US Judge Rules Gene Patents Invalid ?because they are Natural

Van Mensvoort
April 17th 2010

Did you know that about 20 percent of your body isn't really yours? It has been patented by some corporation you probably never heard of. You can't patent gold, you can't patent gravity or the speed of light. And yet, 20 percent of the human genome has indeed been patented, in what critics argue is a slippage of the patent and copyright system. Times are changing, however.

Genome patents began about 30 years in the U.S. (following an important 1980 ruling), and have been ongoing in other nations, as well. In a recent ruling though, a US federal judge has overturned the patents on two genes linked to breast and ovarian cancer on the grounds that they are not man-made, but products of nature.

The BRCA1 and 2 genes were patented by the company Myriad Genetics, that charged women more than $3000 to test for genetic mutations. The American Civil Liberties Union and individual breast cancer patients took the case to the federal court. They argued that the patent stifled medical research. The ruling could have implications for another 2000 human genes which are currently under patent.

The ruling is a huge step forward for encouraging more real research into genetic testing, rather than locking up important information. Yet we do anticipate some future troubles in response to the statement that you cannot patent something natural. If the discussion on 'what can and can't be patented' comes to the question 'what is natural and what isn't?', we can expect some fierce debates on what it exactly means to be natural – especially as we are living in a time in which things that the made and the born are fusing and our notions of nature and culture are shifting accordingly.

Obviously, within the NextNature.net quarters we are eager and prepared to have this discussion. In the end it might well turn out that one can patent bananas, carrots, hurricanes, global warming and engineered microbes, but not computer viruses, financial systems and razor species. Perhaps a way out would be to turn the definition around and say: Nature is that which can not be patented?

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Koert van Mensvoort
Posted 12/12/2010 – 19:32

Update:
Reversing a longstanding policy, the federal government declared that human and other genes should not be eligible for patents because they are part of nature. The new position could have a huge impact on medicine and on the biotechnology industry.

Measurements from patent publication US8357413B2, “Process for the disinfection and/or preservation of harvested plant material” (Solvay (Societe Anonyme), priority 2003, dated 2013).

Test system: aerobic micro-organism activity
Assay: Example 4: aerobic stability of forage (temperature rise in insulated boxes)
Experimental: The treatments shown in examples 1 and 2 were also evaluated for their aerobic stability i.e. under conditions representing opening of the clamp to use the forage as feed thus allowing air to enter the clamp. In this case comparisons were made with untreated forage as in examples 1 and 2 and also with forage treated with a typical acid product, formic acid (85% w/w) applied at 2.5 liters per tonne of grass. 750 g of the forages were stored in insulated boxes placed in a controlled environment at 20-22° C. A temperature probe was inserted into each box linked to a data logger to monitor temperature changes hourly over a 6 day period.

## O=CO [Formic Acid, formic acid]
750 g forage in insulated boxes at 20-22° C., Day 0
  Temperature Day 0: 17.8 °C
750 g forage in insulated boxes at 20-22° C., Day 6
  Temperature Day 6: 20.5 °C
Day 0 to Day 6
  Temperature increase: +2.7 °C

The new position was declared in a friend-of-the-court brief filed by the Department of Justice late Friday in a case involving two human genes linked to breast and ovarian cancer.
“We acknowledge that this conclusion is contrary to the longstanding practice of the Patent and Trademark Office, as well as the practice of the National Institutes of Health and other government agencies that have in the past sought and obtained patents for isolated genomic DNA,” the brief said.
http://www.nytimes.com/2010/10/30/business/30drug.html?_r=2
Thanks Rogerio.

Adrian Woods
Posted 12/08/2010 – 14:56

David Koepsell shares his in depth knowledge on (human) gene patenting in his book "Who owns you?'. A recommended and relatively up to date read if you are interested in the subject mentioned above. He introduces you to the world of genomics, whereafter he continues about the intellectual property right and gene ownership.
But one mustn't forget that the possibility to patent genes was one of the keys to complete the HGP in a short timespan, but what do we do with this in a post-HGP era? And how do we relate to our own genes? Who and why should we create privacy laws regarding genes?
Part of my latest 'ornamism project' exhibition was an introductory to gene patenting, a small step towards broadening the public knowledge about the subject, also discovering that the public knowledge is nihil. It would be a great topic for discussion within the wide range of next nature. And i concur with Arnoud van den Heuvel, i also like the last question, a interesting linkage to next nature.

Zack
Posted 30/04/2010 – 15:59

What is interesting to me is not only the legal definition of "nature" but the legal definition of "gene" and what is actually patented.
It is all a bit confusing because the concept of a "gene" is human constructed unit, and thus a bit fuzzy and "un-natural" in its own right. (Not to forgive bad policy or company abuse of IP regimes).
If I understand the legalize correctly it is not the "gene" but a sequence (which basically a visualization) or a chemical compositions.
From the wikipedia article on Gene Patents "A gene patent is a patent on a specific isolated gene sequence, its chemical composition, processes for obtaining or using it, or a combination of such claims. "
Also a bit out of date but: a c.2007 visualization of the patents on the X and Y chromosome of the human genome: http://zackdenfeld.com/genome/progress.html showing some interesting and significant sex preferences under the old patent regime.

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Should men be able to give birth to children?


Koert van Mensvoort: Is the artificial womb frankenstein-like symbol of (male) engineers trying to steal the magical womb from women? Or… is it a feminist project and needed to reach through equality between the sexes? I personally lean towards the latter. To me it feels like progress if a girl can tell a guy to carry the womb for a change.

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